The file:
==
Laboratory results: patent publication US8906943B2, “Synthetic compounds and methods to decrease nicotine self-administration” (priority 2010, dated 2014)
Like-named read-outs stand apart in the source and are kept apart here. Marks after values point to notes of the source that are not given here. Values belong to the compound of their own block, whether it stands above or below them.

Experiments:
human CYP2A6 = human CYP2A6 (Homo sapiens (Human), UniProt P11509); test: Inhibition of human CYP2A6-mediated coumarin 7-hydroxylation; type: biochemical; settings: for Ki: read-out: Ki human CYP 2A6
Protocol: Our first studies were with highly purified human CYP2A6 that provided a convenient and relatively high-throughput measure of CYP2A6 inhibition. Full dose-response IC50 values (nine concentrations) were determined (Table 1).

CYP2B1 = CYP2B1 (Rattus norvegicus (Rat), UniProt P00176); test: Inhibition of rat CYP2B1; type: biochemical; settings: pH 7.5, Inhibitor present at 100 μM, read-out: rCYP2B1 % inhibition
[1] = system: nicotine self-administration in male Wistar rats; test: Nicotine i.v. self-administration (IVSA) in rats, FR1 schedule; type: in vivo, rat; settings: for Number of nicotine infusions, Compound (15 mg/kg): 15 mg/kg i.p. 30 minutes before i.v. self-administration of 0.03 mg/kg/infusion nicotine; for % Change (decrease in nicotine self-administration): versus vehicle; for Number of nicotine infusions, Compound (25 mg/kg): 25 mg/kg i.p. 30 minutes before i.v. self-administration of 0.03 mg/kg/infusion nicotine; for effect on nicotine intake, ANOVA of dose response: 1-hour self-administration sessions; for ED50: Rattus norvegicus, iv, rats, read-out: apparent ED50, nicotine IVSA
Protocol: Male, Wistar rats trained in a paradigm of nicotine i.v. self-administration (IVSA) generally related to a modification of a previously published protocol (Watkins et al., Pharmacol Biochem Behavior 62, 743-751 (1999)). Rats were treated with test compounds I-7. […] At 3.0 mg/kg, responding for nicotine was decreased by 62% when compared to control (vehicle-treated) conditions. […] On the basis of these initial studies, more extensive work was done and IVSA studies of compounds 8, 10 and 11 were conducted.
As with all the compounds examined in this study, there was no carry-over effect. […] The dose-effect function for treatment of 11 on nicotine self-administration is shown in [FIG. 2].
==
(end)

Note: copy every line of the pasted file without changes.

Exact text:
Laboratory results: patent publication US8906943B2, “Synthetic compounds and methods to decrease nicotine self-administration” (priority 2010, dated 2014)
Like-named read-outs stand apart in the source and are kept apart here. Marks after values point to notes of the source that are not given here. Values belong to the compound of their own block, whether it stands above or below them.

Experiments:
human CYP2A6 = human CYP2A6 (Homo sapiens (Human), UniProt P11509); test: Inhibition of human CYP2A6-mediated coumarin 7-hydroxylation; type: biochemical; settings: for Ki: read-out: Ki human CYP 2A6
Protocol: Our first studies were with highly purified human CYP2A6 that provided a convenient and relatively high-throughput measure of CYP2A6 inhibition. Full dose-response IC50 values (nine concentrations) were determined (Table 1).

CYP2B1 = CYP2B1 (Rattus norvegicus (Rat), UniProt P00176); test: Inhibition of rat CYP2B1; type: biochemical; settings: pH 7.5, Inhibitor present at 100 μM, read-out: rCYP2B1 % inhibition
[1] = system: nicotine self-administration in male Wistar rats; test: Nicotine i.v. self-administration (IVSA) in rats, FR1 schedule; type: in vivo, rat; settings: for Number of nicotine infusions, Compound (15 mg/kg): 15 mg/kg i.p. 30 minutes before i.v. self-administration of 0.03 mg/kg/infusion nicotine; for % Change (decrease in nicotine self-administration): versus vehicle; for Number of nicotine infusions, Compound (25 mg/kg): 25 mg/kg i.p. 30 minutes before i.v. self-administration of 0.03 mg/kg/infusion nicotine; for effect on nicotine intake, ANOVA of dose response: 1-hour self-administration sessions; for ED50: Rattus norvegicus, iv, rats, read-out: apparent ED50, nicotine IVSA
Protocol: Male, Wistar rats trained in a paradigm of nicotine i.v. self-administration (IVSA) generally related to a modification of a previously published protocol (Watkins et al., Pharmacol Biochem Behavior 62, 743-751 (1999)). Rats were treated with test compounds I-7. […] At 3.0 mg/kg, responding for nicotine was decreased by 62% when compared to control (vehicle-treated) conditions. […] On the basis of these initial studies, more extensive work was done and IVSA studies of compounds 8, 10 and 11 were conducted.
As with all the compounds examined in this study, there was no carry-over effect. […] The dose-effect function for treatment of 11 on nicotine self-administration is shown in [FIG. 2].